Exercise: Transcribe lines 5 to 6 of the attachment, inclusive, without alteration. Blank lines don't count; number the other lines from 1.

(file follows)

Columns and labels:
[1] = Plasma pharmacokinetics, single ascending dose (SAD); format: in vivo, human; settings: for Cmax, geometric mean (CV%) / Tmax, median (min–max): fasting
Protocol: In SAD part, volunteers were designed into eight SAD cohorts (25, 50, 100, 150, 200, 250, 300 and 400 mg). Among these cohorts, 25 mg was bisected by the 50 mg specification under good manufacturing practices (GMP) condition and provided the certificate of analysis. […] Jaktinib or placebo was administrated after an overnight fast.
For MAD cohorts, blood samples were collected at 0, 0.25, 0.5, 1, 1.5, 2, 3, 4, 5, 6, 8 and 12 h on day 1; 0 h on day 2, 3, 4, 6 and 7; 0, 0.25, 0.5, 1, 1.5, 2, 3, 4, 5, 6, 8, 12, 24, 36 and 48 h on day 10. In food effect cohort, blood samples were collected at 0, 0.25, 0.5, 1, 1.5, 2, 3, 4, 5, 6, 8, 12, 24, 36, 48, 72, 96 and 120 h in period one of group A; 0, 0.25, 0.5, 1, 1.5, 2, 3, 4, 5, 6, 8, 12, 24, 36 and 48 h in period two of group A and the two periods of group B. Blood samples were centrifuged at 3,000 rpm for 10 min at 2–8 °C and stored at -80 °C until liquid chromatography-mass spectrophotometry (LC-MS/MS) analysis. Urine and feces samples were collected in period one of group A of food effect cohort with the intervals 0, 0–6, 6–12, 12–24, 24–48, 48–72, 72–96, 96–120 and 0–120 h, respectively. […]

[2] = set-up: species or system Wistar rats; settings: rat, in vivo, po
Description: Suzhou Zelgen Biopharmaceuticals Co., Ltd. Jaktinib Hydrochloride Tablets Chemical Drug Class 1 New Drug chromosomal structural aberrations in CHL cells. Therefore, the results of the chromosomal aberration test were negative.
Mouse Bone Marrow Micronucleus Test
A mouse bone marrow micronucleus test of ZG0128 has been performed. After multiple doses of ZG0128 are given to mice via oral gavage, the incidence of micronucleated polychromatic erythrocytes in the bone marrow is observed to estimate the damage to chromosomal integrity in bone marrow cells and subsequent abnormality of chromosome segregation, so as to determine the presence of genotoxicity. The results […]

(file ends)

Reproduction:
[2] = set-up: species or system Wistar rats; settings: rat, in vivo, po
Description: Suzhou Zelgen Biopharmaceuticals Co., Ltd. Jaktinib Hydrochloride Tablets Chemical Drug Class 1 New Drug chromosomal structural aberrations in CHL cells. Therefore, the results of the chromosomal aberration test were negative.